Swapo legislator Jerry Ekandjo’s private member’s bill, which deals with changes to the Marriage Act, including the prohibition of same-sex marriages and any acknowledgment of such unions in Namibia, has sailed in both chambers of Parliament.
Ekandjo wants a precise definition of the term spouse that aligns with Namibia’s existing definition of marriage.
In the Marriage Amendment Bill (2023), Section 1 (b) the definition of spouse states that the term spouse is “wherever it occurs in this and any other legislation means a partner in a marriage between persons of the opposite sex.”
In the National Council, Swapo’s Andreas Amundjindi proposed the definition of spouse to mean “a person, being one half of a legal union between a genetically born man and a genetically born woman of the opposite sex of that person.”
The bill, with its amendment, was tabled yesterday with no objection in the National Assembly, and it will soon be presented to President Hage Geingob for either approval or rejection.
Ekandjo’s bill comes on the heels of the Supreme Court’s ruling to recognise same-sex marriages solemnised outside Namibia.
Ekandjo cited Article 81 of the Constitution, which grants Parliament the power to challenge Supreme Court decisions.
He argued that the Supreme Court’s ruling on the acquisition of Namibian citizenship through marriage overlooked Article 14 of the Constitution as well as the Marriage Act.
This year, Cabinet approved the draft Marriage Bill that was proposed by the ministry of home affairs.
The bill, that is yet to be tabled in the National Assembly by the line ministry, is in contradiction with Ekandjo’s private member’s bill and will seek to replace the current marriage law.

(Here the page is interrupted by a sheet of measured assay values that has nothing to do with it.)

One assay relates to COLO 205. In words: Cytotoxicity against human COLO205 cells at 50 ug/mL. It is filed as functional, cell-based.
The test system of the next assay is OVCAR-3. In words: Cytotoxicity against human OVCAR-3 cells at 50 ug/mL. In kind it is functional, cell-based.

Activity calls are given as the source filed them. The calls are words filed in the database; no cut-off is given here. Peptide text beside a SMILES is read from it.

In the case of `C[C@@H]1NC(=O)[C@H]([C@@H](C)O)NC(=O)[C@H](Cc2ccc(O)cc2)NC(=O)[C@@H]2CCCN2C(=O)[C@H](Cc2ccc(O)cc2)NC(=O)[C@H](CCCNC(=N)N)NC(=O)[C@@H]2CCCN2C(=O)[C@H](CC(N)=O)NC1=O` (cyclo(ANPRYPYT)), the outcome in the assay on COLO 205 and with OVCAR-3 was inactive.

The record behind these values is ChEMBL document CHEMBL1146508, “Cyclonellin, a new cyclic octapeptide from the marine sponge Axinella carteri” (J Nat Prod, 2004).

In the previous interview with this publication, former deputy minister of home affairs, Daniel Kashikola stated that the ministry holds a differing perspective from Ekandjo’s interpretation of marriage, deeming it “defective and confined to genetic factors”.
“The definition posits marriage as a contract solely between a genetically born man and a woman... without further elaboration,” he said.
He emphasised that confining the legal concept to genetics could lead to complications, highlighting the existence of individuals born with dual genitalia.
“This raises the question of how such cases would be addressed,” Kashikola had pointed out.
In addition, he said, Ekandjo’s bill is also limited to civil marriage, while there are customary marriages recognised by the constitution under the law.
“So, you cannot limit us to civil marriages,” he observed. Within the proposed legislation, a definition of marriage is embedded as: “(a) Marriage is a contractual agreement entered into between a man and a woman, in accordance with the legal frameworks governing civil marriage in Namibia, and (b) Marriage refers to a contractual union between a man and a woman, in accordance with the customary marriage practices of a community in Namibia, excluding same-sex marriage.”
Kashikola elaborated, saying: “Determining one’s gender as male or female involves a medical evaluation that is founded on medical reasoning. It is crucial that this determination holds medical validity. One cannot go to America and come back wanting to be a woman while they were a man.”
In July, President Hage Geingob hinted on his take on the same-sex marriage.
During a courtesy call by Swapo National Council members at State House, Geingob said marriage in Namibia is between a man and a woman.
“Already before you were born, we defined that marriage is between a man and a woman,” said Geingob.
He believes that the private member’s bill approach was the appropriate way to address the matter.
However, at that time, he hastened to say lawmakers must be cautious in executing their duties.
“We have to be careful,” he warned.